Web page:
SEATTLE — Richard Sherman called the Seattle Seahawks a “middle of the road” team.
A few days later, those same Seahawks plastered Sherman’s San Francisco 49ers 43-16 on Dec. 2. They followed that victory with a 21-7 win over the Minnesota Vikings on Monday night.
Those supposedly “middle of the road” Seahawks are 8-5, winners of four straight, with a playoff berth all but secured.
Next, Seattle meets Sherman and the 49ers for the second and final time this season.
And defensive end Frank Clark made his opinion on the matter perfectly clear.
“At the end of the day, ‘middle of the road,’ that’s Richard Sherman being Richard Sherman. He’s not in this locker room anymore, so his opinion really doesn’t matter,” Clark said Monday night. “You know what I mean? They’ve got problems over there in San Fran that he needs to be worried about. At the end of the day, this is my team now. This is my defense. Richard Sherman and his era is over here.
“If he’s got anything to say about our defense, he can say it on the field. We’re 1-0 against Richard Sherman right now, and we’re 1-0 against the San Francisco 49ers this year. Our plan is to be 2-0. So we’re going into their stadium next week with pure aggression. We’re going to stop that run and we’re going to have fun on third downs.”
The Seahawks’ defense did both of those things Monday, limiting the Vikings to 77 rushing yards and 3.7 yards per carry while forcing quarterback Kirk Cousins and Co. to convert just 2 of 10 third downs (and 0 of 2 fourth downs). For his part, Clark finished with four tackles and two quarterback hits and picked up his 11th sack of the season.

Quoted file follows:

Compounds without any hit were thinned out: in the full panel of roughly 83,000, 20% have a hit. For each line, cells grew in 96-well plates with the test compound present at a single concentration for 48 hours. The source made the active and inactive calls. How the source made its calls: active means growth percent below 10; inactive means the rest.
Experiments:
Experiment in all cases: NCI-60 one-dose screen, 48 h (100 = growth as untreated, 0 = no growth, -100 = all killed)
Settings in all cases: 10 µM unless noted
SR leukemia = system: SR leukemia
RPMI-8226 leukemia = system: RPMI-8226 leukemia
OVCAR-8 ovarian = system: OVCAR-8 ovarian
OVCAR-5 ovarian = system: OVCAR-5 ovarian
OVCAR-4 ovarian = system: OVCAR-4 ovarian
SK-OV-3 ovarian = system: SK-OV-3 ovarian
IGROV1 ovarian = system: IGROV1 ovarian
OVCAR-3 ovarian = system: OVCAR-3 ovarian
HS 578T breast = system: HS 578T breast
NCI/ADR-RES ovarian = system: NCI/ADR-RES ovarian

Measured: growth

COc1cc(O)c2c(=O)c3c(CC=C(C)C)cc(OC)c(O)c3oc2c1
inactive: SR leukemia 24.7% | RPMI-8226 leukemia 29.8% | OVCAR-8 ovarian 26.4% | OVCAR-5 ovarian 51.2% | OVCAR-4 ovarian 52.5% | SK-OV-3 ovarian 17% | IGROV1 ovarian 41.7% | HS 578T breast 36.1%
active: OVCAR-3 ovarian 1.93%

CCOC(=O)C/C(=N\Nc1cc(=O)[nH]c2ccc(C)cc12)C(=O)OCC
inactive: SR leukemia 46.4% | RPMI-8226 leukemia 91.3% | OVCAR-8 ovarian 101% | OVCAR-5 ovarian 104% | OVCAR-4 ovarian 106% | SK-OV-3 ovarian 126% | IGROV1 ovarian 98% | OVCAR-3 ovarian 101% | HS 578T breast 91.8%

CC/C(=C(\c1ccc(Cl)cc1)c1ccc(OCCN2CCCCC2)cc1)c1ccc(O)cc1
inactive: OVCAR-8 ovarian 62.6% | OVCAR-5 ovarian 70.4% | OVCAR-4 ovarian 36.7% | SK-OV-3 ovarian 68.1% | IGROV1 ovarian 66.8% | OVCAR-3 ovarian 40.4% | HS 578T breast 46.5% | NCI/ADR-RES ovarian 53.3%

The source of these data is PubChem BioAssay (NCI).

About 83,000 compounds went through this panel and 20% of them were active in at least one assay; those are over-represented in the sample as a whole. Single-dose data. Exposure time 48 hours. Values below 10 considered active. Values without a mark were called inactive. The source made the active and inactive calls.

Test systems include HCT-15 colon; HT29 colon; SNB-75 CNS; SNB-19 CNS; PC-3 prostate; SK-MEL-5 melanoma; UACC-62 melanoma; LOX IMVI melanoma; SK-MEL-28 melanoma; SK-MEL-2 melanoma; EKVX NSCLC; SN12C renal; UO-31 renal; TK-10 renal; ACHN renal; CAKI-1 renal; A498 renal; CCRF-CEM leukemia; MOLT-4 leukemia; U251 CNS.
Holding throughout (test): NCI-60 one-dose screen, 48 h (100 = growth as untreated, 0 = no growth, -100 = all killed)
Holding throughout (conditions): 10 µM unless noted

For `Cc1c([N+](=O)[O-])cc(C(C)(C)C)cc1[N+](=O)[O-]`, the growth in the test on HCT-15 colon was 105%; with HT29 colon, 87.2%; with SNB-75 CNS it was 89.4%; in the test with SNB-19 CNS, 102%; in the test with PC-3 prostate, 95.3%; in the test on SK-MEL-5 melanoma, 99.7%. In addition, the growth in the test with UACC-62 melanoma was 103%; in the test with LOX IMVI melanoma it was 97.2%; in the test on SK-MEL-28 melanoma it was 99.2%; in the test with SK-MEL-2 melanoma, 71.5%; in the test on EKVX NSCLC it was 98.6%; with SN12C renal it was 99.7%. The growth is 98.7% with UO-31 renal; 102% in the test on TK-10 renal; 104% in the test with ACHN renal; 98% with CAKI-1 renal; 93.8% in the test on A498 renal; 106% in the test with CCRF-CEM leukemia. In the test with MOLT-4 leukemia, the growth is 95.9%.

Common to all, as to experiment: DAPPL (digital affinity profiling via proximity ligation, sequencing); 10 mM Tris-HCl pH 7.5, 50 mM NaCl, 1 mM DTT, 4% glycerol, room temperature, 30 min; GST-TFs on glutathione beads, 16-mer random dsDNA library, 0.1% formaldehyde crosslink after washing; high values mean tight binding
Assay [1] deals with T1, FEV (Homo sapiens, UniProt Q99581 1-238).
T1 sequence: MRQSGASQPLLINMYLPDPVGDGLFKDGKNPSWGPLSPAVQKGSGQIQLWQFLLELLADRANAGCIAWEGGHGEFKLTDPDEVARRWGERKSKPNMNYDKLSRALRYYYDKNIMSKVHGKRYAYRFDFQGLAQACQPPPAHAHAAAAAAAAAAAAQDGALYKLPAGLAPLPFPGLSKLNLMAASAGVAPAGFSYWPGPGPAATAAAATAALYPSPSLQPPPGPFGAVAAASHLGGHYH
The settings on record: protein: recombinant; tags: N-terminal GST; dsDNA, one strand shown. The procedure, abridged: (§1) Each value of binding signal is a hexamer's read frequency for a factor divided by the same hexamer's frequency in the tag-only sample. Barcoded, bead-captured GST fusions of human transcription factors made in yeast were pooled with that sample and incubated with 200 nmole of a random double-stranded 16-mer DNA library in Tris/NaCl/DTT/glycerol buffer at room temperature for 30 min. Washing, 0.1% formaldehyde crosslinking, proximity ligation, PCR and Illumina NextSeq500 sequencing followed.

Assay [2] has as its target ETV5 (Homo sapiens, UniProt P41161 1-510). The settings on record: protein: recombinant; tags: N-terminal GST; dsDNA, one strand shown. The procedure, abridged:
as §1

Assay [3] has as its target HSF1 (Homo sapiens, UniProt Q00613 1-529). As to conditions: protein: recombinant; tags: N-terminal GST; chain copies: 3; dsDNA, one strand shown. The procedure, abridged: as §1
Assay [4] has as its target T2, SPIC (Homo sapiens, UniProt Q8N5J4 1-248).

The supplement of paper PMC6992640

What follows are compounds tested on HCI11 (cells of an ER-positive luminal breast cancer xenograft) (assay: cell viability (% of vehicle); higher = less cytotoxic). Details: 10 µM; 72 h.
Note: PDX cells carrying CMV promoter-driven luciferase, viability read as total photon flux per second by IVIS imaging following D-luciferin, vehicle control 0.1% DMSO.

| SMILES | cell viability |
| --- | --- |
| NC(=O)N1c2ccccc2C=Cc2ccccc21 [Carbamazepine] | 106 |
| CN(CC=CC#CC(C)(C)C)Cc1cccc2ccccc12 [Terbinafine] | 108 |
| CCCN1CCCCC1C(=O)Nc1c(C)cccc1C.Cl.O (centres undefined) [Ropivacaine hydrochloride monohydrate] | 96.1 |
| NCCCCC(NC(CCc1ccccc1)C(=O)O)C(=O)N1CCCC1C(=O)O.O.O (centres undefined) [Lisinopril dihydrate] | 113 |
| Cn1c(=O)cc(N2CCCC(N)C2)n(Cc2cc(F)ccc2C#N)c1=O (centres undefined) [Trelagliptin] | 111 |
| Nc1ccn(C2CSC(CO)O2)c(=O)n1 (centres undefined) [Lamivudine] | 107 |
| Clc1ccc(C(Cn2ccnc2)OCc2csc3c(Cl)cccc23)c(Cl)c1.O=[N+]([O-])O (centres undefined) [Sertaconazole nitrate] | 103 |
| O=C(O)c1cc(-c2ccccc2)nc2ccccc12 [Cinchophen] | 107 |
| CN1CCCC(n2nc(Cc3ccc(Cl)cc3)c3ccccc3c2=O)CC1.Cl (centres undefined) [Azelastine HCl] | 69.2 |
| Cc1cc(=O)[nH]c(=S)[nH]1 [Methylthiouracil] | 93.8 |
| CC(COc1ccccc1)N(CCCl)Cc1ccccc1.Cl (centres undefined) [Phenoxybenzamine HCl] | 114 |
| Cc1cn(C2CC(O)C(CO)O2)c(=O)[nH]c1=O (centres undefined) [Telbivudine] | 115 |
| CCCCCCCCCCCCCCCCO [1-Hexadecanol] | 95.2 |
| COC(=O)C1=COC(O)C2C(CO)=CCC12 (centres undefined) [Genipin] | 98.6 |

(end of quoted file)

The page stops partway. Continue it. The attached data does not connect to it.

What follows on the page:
Yes, this was a dominant Seahawks defensive effort.
But this wasn’t the Legion of Boom.
These are the new, Salty Seahawks.
“For so long, I feel like we’ve had this spirit over us — that Super Bowl lingering from 2015. You know what I mean?” Clark said. “I feel like for the longest (time) we had that cloud over us, like people wouldn’t get over it. But I feel like there were some changes here. We were called a team that was going to have a rebuilding season, quote (unquote).
“The one thing we want to do is just continue to go out there every week and prove all the doubters, all the haters, wrong and continue to show them that we’re a team and we’re a force to be reckoned with.”
The 6-foot-3, 265-pound Clark wasn’t a member of the Seahawks teams that went to the Super Bowl in back-to-back seasons. He wasn’t on the field when they were turned back at the goal line by the New England Patriots on Feb. 1, 2015.
Regardless, he feels like the Seahawks franchise is just now starting to recover from that disappointment.
“When I showed up in 2015, the first (draft) coming after that year, it was hectic around here,” Clark said. “You had a lot of guys that still felt their (negative) ways and stuff like that. But at the end of the day it was just a lingering effect. You could tell. You could tell the whole vibe. I don’t want to dwell into the past too much because I didn’t have anything to do with that. Most of the players here didn’t have nothing to do with that. That’s how crazy it is. Change happens so fast in the NFL.
“But the difference from then to now is we’re finally starting to let that off — we’re finally starting to let that off our shoulders and take that weight off.”
These are no longer Sherman’s Seahawks. These are Bobby Wagner’s Seahawks, Chris Carson’s Seahawks, Russell Wilson’s Seahawks, Frank Clark’s Seahawks.
These are the New Seahawks.
And if one of the New Seahawks didn’t say it, Clark doesn’t really care.
“At the end of the day, Richard Sherman and what anyone else has to say about the Seahawks and what we’re doing this year, I obviously don’t care and I’m sure nobody else in here cares, as you can tell,” Clark said. “It’s not bothering us. We’re just sipping our tea and relaxing and going on to the next game.”